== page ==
Accelerating watershed science through a community-driven software ecosystem
The water resources that are critically important for energy production, human use, agriculture, and ecosystem health are under increasing pressure from growing demand, land-use change, and Earth system change. Those stresses on our water supply are largely transmitted through the Nation’s watersheds.
IDEAS-Watersheds, funded by DOE’s Environmental System Science (ESS) program, is addressing important scientific challenges and advancing a growing community-driven software ecosystem for watershed science, thus advancing ESS toward its overarching goal of predictive understanding of how watershed hydrobiogeochemical processes function.
IDEAS-Watersheds is designed to
- Enhance and broaden the impact of the existing ESS Science Focus Area (SFA) projects.
- Address a scientific challenge common across multiple ESS projects—improving the representations of biogeochemical processes and their hydrological controls in the headwaters and stream/river corridors of watersheds.
- Advance an ecosystem of interacting software tools and workflows that can be shared across ESS projects.
- Train a cohort of junior computational scientists and provide them with the necessary skills to nurture the emerging ecosystem of interoperable modeling software as part of interdisciplinary project teams.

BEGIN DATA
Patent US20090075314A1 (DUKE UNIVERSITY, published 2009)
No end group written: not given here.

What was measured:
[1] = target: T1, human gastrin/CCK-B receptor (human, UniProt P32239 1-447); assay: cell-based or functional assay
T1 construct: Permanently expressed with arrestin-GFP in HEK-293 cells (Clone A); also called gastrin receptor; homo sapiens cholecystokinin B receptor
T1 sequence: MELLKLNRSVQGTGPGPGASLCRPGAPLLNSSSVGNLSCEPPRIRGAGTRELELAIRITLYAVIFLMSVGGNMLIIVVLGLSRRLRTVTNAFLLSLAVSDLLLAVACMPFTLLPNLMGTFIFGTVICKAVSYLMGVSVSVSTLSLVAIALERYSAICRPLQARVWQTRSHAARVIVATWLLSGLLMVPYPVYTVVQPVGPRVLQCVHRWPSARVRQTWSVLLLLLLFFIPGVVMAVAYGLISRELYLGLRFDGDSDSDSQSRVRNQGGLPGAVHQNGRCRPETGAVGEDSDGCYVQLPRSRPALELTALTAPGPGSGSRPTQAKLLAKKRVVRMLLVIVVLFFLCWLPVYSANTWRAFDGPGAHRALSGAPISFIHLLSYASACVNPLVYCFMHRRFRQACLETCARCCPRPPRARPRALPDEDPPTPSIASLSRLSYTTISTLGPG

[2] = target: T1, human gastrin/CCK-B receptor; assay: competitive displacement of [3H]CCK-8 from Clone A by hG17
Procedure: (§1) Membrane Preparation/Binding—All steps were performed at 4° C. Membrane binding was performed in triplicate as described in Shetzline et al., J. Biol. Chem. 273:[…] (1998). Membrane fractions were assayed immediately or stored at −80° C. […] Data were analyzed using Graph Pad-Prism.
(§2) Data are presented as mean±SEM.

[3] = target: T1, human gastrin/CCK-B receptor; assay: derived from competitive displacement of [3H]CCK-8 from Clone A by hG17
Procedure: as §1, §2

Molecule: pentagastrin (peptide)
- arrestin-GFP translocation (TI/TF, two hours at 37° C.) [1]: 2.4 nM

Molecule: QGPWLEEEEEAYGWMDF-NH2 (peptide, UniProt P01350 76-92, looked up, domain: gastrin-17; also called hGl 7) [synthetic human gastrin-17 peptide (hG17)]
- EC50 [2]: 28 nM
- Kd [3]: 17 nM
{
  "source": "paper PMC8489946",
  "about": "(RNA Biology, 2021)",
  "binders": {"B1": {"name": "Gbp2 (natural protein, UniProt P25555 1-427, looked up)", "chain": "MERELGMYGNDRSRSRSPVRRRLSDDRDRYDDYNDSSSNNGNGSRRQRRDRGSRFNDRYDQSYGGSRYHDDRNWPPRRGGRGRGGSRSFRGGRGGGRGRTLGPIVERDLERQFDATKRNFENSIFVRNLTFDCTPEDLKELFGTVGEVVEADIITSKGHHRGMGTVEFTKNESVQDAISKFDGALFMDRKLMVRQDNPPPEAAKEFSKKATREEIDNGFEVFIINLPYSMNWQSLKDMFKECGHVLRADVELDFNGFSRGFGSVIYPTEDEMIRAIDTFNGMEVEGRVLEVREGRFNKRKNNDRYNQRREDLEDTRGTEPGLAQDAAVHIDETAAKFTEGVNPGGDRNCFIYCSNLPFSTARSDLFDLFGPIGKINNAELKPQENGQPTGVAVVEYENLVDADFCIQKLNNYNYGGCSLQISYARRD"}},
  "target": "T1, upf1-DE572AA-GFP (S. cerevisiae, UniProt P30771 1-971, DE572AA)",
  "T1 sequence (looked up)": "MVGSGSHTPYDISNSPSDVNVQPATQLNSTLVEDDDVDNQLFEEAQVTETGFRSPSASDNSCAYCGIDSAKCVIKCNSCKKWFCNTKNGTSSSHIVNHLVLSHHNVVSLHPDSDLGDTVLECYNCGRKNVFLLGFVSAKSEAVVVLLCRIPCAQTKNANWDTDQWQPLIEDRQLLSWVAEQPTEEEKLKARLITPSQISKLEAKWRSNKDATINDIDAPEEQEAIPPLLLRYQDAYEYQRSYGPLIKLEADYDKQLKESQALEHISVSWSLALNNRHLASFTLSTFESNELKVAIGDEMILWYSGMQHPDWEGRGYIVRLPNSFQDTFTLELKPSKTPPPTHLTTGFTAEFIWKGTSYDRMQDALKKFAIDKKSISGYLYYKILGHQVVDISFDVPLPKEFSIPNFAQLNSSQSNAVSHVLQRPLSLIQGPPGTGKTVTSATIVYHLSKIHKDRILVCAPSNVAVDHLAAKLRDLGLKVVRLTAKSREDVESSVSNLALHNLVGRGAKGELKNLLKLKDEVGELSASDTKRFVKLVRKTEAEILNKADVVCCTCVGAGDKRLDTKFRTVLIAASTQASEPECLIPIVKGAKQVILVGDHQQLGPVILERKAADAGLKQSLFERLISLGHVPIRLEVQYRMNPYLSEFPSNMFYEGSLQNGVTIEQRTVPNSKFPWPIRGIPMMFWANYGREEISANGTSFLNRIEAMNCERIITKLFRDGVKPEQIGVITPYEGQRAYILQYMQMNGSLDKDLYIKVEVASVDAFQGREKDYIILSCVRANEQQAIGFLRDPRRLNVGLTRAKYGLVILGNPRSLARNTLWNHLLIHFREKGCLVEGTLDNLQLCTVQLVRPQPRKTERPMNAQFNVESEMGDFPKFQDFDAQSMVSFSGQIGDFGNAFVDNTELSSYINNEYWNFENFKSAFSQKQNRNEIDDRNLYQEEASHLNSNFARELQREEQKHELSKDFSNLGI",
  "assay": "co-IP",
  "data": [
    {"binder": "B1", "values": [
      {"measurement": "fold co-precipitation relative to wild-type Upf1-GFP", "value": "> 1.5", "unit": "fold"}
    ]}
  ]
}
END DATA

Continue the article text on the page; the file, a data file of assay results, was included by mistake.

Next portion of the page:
IDEAS-Watershed is organized around six research activities to address important scientific challenges and advance software development methodologies and engagement in the growing community-driven software ecosystem.
The three partnership activities, each undertaken jointly with one of Environmental System Science’s interdisciplinary Science Focus Areas (SFAs) (LBNL, ORNL, PNNL), addresses biogeochemical cycling in streams across a wide range of stream orders in disparate climates and land-use conditions, from
- LBNL: Watershed Function SFA: East River Use Case – a pristine mountainous headwater catchment
- ORNL: Critical Interfaces SFA: East Fork Poplar Creek Use Case – a fourth-order mercury-contaminated stream in deciduous broadleaf forest in a semitropical humid climate
- PNNL: River Corridor SFA: Columbia River Use Case – to a heavily managed ninth-order river. The three regional SFAs share a long-term objective of elucidating how surface water/groundwater exchanges across a range of temporal and spatial scales control watershed-scale biogeochemical cycling.